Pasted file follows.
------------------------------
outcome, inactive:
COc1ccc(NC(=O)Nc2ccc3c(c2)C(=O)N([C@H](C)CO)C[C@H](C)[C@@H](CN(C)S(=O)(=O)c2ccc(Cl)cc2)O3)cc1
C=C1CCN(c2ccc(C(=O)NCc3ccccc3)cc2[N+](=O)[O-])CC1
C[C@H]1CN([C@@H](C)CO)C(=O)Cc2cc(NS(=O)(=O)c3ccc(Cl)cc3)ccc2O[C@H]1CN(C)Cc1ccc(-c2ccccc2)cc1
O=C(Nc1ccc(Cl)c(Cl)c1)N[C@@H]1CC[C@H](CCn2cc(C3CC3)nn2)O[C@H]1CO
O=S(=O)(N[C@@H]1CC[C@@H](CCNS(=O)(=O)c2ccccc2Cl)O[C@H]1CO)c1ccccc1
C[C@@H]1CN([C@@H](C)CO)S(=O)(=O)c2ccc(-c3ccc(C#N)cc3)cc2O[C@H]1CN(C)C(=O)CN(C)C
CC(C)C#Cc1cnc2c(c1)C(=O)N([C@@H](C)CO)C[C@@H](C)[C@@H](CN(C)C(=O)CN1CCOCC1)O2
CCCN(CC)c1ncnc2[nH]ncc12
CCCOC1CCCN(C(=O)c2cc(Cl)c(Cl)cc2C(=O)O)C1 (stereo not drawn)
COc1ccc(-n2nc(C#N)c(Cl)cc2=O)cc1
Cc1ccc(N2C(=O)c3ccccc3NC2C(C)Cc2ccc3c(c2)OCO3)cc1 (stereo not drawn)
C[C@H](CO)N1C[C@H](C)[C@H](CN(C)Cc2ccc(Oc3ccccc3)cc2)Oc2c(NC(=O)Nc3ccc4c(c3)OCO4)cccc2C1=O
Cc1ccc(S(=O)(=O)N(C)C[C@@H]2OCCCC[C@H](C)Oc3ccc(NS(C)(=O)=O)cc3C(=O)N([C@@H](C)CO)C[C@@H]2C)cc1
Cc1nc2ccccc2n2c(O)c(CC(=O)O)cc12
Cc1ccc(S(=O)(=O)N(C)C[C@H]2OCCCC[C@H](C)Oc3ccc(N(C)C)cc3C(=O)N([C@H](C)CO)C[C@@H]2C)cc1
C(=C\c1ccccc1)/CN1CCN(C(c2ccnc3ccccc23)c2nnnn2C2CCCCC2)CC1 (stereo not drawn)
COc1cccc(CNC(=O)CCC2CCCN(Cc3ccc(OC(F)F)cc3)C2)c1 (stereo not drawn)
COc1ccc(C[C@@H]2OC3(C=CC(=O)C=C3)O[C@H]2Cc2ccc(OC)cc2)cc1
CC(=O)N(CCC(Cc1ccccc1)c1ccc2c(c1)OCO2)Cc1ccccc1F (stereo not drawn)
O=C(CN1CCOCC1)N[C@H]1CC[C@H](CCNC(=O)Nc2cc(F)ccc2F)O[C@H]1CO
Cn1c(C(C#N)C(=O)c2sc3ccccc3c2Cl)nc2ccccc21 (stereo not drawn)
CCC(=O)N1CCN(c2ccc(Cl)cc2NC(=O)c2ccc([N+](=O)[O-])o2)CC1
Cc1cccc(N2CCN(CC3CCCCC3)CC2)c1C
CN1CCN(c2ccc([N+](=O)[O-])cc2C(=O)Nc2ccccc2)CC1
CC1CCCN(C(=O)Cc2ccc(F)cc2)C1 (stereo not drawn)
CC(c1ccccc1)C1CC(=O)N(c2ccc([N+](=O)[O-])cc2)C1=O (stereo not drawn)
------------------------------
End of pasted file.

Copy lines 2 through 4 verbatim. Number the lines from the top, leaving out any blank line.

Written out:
COc1ccc(NC(=O)Nc2ccc3c(c2)C(=O)N([C@H](C)CO)C[C@H](C)[C@@H](CN(C)S(=O)(=O)c2ccc(Cl)cc2)O3)cc1
C=C1CCN(c2ccc(C(=O)NCc3ccccc3)cc2[N+](=O)[O-])CC1
C[C@H]1CN([C@@H](C)CO)C(=O)Cc2cc(NS(=O)(=O)c3ccc(Cl)cc3)ccc2O[C@H]1CN(C)Cc1ccc(-c2ccccc2)cc1